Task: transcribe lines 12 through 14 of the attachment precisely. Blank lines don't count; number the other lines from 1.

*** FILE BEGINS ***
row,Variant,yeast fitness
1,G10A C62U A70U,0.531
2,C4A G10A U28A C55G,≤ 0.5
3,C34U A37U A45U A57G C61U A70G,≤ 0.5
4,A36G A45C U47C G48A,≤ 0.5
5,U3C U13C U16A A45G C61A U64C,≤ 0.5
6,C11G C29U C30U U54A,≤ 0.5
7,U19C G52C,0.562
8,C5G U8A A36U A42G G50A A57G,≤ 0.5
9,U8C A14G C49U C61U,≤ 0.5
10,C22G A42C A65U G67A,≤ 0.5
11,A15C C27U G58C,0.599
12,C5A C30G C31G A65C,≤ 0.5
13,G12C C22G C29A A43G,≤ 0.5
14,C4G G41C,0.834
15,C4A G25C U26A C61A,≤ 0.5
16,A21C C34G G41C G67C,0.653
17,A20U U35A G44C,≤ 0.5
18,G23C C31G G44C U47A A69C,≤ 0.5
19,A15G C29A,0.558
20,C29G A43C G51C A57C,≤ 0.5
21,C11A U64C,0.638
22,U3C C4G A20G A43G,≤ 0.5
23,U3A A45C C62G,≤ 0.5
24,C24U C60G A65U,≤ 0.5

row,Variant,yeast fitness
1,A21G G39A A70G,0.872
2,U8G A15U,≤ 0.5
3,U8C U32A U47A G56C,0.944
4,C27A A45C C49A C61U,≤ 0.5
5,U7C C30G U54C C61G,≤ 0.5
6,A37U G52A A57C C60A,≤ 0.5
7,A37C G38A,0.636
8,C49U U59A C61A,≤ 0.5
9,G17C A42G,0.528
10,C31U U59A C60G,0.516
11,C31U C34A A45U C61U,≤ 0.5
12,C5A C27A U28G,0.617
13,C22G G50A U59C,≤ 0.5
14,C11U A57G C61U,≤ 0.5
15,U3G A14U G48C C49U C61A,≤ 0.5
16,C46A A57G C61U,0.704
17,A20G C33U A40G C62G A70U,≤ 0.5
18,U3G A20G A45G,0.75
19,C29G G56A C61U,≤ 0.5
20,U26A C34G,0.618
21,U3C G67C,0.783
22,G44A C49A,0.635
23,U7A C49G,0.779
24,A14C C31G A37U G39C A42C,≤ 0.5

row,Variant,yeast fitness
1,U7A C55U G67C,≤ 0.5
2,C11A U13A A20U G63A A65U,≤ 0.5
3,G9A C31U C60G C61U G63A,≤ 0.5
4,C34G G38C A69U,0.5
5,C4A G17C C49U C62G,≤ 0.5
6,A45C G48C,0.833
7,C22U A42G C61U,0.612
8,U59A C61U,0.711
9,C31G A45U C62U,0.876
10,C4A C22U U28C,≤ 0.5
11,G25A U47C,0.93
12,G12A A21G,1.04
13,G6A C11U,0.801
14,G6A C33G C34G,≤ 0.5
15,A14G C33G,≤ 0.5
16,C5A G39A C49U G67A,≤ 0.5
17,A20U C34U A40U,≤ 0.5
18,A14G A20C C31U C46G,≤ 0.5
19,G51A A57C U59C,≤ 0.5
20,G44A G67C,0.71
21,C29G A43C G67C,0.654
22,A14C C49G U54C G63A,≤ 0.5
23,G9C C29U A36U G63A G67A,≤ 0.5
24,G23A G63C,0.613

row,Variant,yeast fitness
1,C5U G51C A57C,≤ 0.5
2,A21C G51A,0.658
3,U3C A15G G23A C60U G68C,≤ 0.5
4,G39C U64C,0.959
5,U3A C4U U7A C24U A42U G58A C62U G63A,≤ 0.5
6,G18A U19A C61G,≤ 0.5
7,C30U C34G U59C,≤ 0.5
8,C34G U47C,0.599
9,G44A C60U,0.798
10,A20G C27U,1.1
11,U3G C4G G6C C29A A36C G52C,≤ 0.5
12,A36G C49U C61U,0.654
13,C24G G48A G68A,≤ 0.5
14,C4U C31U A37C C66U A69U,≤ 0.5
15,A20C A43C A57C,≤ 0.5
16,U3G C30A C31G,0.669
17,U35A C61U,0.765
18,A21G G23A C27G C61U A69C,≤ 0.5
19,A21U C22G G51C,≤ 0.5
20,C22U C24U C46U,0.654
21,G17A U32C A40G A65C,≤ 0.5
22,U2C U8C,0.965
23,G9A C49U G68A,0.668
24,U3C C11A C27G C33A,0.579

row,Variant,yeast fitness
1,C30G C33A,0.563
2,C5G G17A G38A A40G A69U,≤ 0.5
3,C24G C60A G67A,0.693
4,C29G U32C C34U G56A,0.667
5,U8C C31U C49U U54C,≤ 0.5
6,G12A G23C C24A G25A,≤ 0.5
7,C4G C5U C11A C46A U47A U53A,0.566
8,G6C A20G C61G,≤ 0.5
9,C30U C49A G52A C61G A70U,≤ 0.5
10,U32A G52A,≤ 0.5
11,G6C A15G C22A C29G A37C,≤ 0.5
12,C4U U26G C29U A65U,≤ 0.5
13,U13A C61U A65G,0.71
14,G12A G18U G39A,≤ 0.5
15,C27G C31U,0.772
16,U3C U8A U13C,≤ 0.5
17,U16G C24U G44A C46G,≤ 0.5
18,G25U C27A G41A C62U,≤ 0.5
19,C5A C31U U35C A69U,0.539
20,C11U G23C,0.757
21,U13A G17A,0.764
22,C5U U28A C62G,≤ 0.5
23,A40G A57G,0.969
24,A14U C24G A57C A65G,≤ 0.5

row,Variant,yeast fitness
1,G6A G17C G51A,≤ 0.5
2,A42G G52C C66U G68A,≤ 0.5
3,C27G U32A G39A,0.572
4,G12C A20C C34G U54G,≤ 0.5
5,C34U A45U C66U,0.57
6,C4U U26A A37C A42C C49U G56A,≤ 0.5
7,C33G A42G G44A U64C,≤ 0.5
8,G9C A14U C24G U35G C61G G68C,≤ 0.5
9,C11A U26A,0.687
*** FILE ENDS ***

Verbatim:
11,A15C C27U G58C,0.599
12,C5A C30G C31G A65C,≤ 0.5
13,G12C C22G C29A A43G,≤ 0.5